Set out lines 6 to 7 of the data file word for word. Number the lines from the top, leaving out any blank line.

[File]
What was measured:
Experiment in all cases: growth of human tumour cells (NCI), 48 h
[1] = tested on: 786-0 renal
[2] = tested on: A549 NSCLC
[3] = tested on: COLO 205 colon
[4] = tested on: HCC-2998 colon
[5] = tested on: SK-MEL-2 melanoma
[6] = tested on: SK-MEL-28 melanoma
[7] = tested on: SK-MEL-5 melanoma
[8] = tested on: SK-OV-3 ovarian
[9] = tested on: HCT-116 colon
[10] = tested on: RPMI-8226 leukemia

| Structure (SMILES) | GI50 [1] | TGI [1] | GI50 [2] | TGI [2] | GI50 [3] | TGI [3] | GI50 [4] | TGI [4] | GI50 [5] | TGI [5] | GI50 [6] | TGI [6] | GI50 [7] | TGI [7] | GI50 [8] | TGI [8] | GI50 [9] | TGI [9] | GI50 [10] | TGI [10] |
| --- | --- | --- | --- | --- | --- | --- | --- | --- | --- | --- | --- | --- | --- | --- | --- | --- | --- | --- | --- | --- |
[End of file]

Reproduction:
[4] = tested on: HCC-2998 colon
[5] = tested on: SK-MEL-2 melanoma